Metro Dublin will reduce construction and operational costs through innovative designs using a single tunnel with trains in each direction and a novel station layout. Research and simulations carried out by Metro Dublin prove that far higher levels of safety and quality of service can be delivered by a larger single, as opposed to smaller twin tunnels. Metro Dublin has an innovative layout for some of its stations, for which a patent application has been made (see Figure 3).
The layout will greatly reduce cost. In a tunnel of 11.9 metres internal diameter it incorporates upper and lower platforms, 7 and 6 metres in width, within the bore of a smaller tunnel. This facilitates a far smaller surface construction site footprint for the stations, which also facilitates the placement of stations closer to key locations (where they need to be, as opposed to where they can be accommodated). In addition, station platforms can be aligned in a direction that is best orientated to the next station, which benefits horizontal alignments (fewer curvatures) and shorter train paths. Importantly, the layout enables better track path vertical alignments as it minimises the height difference between track paths at the approaches to and from stations.
Metro Dublin will provide the city with an additional 60 station stops at 53 station locations. The expansion works include 18km of new surface lines and 46km of underground tunnels, and involves the upgrade of 29km of existing lines. This equals a total of 93km in construction length. The constructions total runs on the Irish Rail gauge and its tracks are separated from the Irish Rail intercity tracks.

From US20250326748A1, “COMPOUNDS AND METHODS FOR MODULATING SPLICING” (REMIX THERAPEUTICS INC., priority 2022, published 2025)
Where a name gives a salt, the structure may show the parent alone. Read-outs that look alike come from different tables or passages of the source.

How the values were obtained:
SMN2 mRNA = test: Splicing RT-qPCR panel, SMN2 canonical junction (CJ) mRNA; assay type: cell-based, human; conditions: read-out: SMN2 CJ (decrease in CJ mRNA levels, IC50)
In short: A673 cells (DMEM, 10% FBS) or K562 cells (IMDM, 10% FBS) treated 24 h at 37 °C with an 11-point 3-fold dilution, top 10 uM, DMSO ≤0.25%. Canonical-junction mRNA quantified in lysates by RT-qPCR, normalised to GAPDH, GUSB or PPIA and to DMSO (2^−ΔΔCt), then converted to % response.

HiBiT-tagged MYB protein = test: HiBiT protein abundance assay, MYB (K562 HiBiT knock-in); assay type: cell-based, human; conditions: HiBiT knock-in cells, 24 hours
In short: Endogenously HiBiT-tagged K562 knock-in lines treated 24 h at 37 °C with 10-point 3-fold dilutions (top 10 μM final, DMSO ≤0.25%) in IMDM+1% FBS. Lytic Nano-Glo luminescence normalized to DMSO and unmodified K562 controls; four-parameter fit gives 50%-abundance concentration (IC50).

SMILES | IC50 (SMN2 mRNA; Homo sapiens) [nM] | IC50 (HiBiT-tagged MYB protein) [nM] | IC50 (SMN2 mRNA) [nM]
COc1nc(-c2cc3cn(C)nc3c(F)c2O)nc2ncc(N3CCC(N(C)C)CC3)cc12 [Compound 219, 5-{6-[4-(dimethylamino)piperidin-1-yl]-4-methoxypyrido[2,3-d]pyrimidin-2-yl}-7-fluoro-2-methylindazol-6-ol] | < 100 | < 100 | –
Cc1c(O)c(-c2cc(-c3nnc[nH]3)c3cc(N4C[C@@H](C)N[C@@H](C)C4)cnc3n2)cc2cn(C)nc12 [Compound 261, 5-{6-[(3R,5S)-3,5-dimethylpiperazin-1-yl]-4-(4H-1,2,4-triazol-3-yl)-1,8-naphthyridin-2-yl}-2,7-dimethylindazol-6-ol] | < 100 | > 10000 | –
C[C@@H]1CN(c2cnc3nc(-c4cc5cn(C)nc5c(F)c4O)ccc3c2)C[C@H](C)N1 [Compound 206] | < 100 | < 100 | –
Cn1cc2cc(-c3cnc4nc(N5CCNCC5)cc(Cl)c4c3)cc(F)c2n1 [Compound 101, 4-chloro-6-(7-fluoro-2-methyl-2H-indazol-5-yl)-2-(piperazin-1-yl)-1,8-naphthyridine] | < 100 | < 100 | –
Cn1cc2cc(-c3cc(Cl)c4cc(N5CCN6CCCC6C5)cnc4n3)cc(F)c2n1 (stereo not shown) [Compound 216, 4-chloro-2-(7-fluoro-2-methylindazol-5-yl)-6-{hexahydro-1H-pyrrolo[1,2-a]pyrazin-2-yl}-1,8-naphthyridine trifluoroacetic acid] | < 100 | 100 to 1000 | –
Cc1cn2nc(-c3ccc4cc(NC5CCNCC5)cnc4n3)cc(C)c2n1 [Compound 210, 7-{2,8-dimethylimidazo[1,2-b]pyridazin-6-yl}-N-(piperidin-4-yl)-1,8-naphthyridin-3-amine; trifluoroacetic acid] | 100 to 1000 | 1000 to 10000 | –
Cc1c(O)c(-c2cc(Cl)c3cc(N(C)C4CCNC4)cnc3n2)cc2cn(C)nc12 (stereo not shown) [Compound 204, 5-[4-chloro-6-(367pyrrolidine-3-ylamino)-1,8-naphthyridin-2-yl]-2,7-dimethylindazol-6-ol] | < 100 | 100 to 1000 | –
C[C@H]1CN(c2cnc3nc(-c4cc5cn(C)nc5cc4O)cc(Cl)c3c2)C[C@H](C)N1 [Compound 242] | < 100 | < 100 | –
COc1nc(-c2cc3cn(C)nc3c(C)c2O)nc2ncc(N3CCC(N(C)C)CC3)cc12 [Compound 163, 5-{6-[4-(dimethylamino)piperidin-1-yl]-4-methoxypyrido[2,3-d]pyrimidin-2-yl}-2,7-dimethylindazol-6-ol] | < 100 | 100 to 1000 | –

The Metro Dublin project constitutes a major step-change in public transport infrastructure provision in Ireland. It is a major lacuna that Dublin, as a capital city of one of the world’s most advanced economies and one of the fastest growing countries in the European Union, does not yet have an integrated underground or mass-rail facility as part of its public transport network. As an EU member-state capital, Dublin is still in the anomalous situation of not having a direct rail connection between its airport and city centre. Metro Dublin proposes to remove these deficits by funding, designing and implementing a private sector based project that will provide Dublin with a mass rapid transit system to meet the city’s major public transport needs for the 21st century. In this way, it will enhance Dublin’s ability to be internationally competitive on the European and global stages and continue to be an economic engine of prosperity for Ireland.
Ireland has experienced a remarkable economic rebound over the past five years, following a major crisis in 2008. The main challenge for Ireland is to ensure durable and resilient growth in the future. The extent to which public investment is available to support the delivery of social (health, education, etc.) and economic (roads, railways, etc.) infrastructure has returned to the forefront of policy issues after years of contracting government investment along with demands on the government to write down its debt and to lower taxes. The recent resurgence of the national economy is widely attributed to the socio-economic growth of Dublin, which is acknowledged to have been the driver of wider prosperity in the State.
Dublin is in urgent need of the extensive mass rapid transit system that Metro Dublin will provide. Metro Dublin looks forward to delivering radical and transformational change that will meet public expectations and economic needs, rather than an incremental change that would inevitably be outpaced by demographic and economic growth.
Cormac Rabbitt has a Bachelor of Civil and a Master of Industrial Engineering Degrees from the National University of Ireland. He has a track record of taking initiatives that have helped influence the Irish Government to alter and proceed with the development of motorways and railways. They include building motorways instead of local by-passes to many of Ireland’s towns and villages; and the realignment of significant sections of motorways away from contentious areas that enabled them to be delivered ahead of their listed position and at lower costs. He also played a pioneering role in developing plans that influenced the Irish Government’s decision to establish a metro system in Dublin.